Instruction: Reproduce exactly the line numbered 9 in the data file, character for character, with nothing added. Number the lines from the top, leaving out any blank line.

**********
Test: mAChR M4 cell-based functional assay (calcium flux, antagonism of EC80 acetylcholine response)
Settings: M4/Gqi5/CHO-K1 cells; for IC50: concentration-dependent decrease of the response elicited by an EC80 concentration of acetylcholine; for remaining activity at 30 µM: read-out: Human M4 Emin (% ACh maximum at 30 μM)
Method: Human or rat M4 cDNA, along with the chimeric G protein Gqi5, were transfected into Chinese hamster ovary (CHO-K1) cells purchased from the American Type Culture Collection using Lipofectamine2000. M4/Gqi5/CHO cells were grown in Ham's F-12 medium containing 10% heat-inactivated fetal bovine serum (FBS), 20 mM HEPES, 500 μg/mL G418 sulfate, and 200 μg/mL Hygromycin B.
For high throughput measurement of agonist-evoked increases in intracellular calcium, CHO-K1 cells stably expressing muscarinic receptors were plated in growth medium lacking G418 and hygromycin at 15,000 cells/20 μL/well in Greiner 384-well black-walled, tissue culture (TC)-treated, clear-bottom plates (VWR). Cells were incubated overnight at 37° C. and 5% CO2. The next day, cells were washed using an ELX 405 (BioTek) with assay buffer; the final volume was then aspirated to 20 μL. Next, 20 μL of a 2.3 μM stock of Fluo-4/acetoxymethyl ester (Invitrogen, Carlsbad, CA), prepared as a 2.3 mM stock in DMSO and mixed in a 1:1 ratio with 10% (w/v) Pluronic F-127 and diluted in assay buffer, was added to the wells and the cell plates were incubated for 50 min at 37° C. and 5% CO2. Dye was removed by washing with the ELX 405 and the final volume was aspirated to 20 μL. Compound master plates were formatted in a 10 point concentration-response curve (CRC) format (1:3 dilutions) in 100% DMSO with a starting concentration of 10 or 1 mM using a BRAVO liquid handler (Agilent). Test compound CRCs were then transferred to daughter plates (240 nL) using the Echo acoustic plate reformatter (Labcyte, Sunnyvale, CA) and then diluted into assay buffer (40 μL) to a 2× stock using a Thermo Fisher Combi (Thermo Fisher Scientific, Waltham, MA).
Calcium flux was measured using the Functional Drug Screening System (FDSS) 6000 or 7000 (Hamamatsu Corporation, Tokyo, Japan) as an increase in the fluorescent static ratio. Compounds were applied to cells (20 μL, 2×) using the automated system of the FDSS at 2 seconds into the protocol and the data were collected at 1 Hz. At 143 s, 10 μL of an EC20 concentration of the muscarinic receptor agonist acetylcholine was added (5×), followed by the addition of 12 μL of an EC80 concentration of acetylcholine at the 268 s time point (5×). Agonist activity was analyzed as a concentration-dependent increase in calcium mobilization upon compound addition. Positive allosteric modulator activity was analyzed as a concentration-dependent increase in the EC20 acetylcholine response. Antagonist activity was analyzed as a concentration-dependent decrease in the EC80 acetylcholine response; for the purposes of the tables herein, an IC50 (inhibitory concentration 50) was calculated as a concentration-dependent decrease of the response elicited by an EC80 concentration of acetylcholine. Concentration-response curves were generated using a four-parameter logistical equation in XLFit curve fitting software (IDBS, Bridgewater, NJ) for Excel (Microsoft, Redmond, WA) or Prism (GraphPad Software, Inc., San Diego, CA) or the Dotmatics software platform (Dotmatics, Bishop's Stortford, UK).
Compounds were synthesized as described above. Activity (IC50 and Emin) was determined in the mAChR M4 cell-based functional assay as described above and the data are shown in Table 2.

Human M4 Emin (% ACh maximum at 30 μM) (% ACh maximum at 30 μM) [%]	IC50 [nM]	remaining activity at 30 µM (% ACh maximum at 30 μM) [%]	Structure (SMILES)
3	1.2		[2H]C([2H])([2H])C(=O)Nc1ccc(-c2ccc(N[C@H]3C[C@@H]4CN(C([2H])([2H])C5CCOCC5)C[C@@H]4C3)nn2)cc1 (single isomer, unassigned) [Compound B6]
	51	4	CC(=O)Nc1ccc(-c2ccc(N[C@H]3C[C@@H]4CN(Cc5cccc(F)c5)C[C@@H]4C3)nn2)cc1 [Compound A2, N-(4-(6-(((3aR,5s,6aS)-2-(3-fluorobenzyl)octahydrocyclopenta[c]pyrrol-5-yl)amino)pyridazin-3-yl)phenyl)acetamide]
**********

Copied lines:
	51	4	CC(=O)Nc1ccc(-c2ccc(N[C@H]3C[C@@H]4CN(Cc5cccc(F)c5)C[C@@H]4C3)nn2)cc1 [Compound A2, N-(4-(6-(((3aR,5s,6aS)-2-(3-fluorobenzyl)octahydrocyclopenta[c]pyrrol-5-yl)amino)pyridazin-3-yl)phenyl)acetamide]